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Re: [jasspa] Search and Replace in all files

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  • Thomas Hundt
    The really efficient way involves Perl, and no Jasspa at all. find calling Perl (this is all one line), replace Galations with Galatians : find ./ -type f
    Message 1 of 4 , Feb 10, 2004
      The really efficient way involves Perl, and no Jasspa at all.

      'find' calling Perl (this is all one line), replace "Galations" with
      find ./ -type f -name '*.htm*' -exec perl -pi -e
      's/Galations/Galatians/g' {} \;

      Pure Perl solution, search and replace <strong> with <b> in all *.html
      files (saves original files as *.html.bak):
      perl -pi.bak -e 's/strong>/b>/gi;' *.html

      Perl runs well under Windows, so you could use it even if you don't have
      'find' nor Cygwin installed.


      Steven Phillips wrote:

      > There are two other solutions to solving this problem and which one to use
      > depends on the scale of the replacing:
      > 1) For a small number of replacements I tend to use the rgrep (recursive grep)
      > command to find all the strings to be replaced in all the directory-tree. This
      > command is available on windows as long as you make cygwin's 'find' first in
      > the path (see help page). I then create a simple key-board macro which
      > typically uses the get-next-line and '-1 replace-string ...' commands to do
      > the actual replacement. This is a very quick and easy solution.
      > 2) I once decided that in a large library (thousands of lines of code split
      > across many directories) that its definition and use of int32 was not a good
      > idea (caused compile error on AIX) so should be changed to xxInt, float32 ->
      > xxFloat, same for int8, float64 and then theres all the functions that have
      > types in their name etc etc. I ended up with a list of 100+ changes to be
      > made - rather a large headache.
      > It was for this reason I created the replace-all-pair command. I started by
      > concentrating on the first compiled directory and created a list of
      > replacement pairs which up-graded that directory AND made sure that that
      > directory still worked/compiled. I then moved onto the next, used
      > replace-all-pair on the existing list and then added to the list any other
      > changes need for that directory. And then I moved onto the next and the next.
      > The process did not take long and once complete I had a complete list of all
      > the changes made in a form that meant I could easily upgrade all programs that
      > used the library (using replace-all-pair obviously). Again this approach is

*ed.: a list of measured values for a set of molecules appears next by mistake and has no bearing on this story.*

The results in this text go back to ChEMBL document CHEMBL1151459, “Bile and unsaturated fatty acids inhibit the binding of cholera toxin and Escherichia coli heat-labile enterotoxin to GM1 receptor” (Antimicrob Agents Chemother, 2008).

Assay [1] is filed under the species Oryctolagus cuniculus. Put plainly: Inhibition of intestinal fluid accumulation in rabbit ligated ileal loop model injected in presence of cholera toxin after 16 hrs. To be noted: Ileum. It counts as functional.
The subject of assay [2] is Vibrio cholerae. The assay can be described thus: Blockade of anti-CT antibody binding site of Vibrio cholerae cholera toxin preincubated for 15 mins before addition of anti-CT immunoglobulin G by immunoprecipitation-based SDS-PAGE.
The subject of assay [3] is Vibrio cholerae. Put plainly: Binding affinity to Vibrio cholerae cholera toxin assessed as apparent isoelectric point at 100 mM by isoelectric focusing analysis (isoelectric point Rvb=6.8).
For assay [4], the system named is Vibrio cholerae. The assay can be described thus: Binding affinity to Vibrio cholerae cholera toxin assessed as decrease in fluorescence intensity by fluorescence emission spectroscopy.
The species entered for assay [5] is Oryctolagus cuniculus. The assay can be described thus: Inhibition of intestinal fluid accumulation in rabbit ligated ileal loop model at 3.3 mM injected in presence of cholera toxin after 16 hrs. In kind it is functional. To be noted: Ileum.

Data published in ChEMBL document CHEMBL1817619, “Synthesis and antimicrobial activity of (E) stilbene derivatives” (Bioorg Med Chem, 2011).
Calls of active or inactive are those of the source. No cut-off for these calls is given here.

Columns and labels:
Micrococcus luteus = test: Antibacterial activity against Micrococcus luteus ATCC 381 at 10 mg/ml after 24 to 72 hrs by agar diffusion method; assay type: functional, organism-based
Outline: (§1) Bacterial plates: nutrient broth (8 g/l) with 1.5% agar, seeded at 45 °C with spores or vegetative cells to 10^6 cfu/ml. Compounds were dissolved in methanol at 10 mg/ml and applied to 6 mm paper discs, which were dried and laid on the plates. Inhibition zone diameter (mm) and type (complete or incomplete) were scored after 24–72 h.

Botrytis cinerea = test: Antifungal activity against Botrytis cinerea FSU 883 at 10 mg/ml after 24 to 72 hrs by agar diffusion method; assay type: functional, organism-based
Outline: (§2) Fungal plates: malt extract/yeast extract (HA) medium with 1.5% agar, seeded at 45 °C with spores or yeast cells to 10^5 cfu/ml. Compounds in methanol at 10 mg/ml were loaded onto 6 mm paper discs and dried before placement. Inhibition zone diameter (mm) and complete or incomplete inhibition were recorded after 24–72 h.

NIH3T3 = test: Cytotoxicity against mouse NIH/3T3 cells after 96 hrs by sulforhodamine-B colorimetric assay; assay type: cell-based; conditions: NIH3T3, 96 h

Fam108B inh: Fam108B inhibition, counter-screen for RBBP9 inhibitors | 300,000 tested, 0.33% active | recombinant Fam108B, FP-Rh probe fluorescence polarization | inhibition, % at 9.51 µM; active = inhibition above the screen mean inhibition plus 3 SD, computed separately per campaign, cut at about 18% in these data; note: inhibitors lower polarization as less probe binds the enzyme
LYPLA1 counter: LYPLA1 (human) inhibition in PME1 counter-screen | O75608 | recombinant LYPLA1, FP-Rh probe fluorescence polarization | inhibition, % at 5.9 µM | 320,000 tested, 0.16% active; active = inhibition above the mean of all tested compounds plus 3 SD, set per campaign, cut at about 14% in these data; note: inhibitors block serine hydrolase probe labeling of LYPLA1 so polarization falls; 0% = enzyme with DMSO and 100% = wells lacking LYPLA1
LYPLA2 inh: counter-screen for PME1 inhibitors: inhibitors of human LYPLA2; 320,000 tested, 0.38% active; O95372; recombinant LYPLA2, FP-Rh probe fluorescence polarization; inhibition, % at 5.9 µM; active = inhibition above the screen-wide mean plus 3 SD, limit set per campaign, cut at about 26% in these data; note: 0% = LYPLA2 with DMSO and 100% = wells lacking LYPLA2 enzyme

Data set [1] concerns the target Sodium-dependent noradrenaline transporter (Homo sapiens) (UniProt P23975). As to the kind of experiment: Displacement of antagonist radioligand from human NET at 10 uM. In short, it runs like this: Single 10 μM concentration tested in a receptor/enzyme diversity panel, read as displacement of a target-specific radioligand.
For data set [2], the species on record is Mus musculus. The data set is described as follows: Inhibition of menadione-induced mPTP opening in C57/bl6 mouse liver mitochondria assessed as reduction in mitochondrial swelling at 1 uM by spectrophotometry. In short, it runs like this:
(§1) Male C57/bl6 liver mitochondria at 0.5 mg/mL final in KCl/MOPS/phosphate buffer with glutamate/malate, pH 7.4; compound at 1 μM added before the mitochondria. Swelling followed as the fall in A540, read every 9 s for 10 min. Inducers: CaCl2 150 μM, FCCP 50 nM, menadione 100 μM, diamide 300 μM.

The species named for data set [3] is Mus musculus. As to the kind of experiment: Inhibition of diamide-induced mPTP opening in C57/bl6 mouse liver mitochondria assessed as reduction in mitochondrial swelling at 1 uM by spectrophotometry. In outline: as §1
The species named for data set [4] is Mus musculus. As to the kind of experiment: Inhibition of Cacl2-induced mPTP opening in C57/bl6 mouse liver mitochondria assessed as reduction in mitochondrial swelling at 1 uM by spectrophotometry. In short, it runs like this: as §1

> also available on windows and only requires access to a reasonable grep
      > command, see help page on the command. One further tip, when adding to the
      > replacement list I used the Edit -> Narrow To feature to exclude replacement
      > pairs that had already been applied to avoid re-applying them as this could
      > lead to unwanted side effects. If you use this approach please backup your
      > files first as changes tend to be permanent!
      > Steve
      >>Subject: [jasspa] Search and Replace in all files
      >>From: Jon Green <jon@...>
      >>Date: Tuesday, February 10, 2004, 7:59:09 PM
      >>To: jasspa@yahoogroups.com
      >>salmankhilji wrote:
      >>>I would like to replace a text string with another inside the entire
      >>>directory. ME should recursse into all sub-directories and find all
      >>>*.[hHcC]* files and carry out the replacement.
      >>>There is the command replace-all-string, but I don't want to manually
      >>>enter a list of all the files in which the replacement should occur.
      >>>I could use the find command but then I need a way to carry out the
      >>>repalcement using the command line. I tried something like this on
      >>>one file but it didn't work.
      >>>me "@replace-all-string" ContentStream Stream opCurveY.cpp
      >>>Can someone please help me
      >>Well running on UNIX then you can do the following
      >>Replace all: AAA
      >>Replace [AAA] with: BBB
      >>In Files: *.cpp */*.cpp */*/*.cpp */*/*/*.cpp
      >>Add as many stars as you need levels.
      >>If you are running on Windows then this will depend what
      >>kind of grep you have and how it behaves with '*'s
      >>Must admit would be nicer with find, but does the job.

      Thomas Hundt
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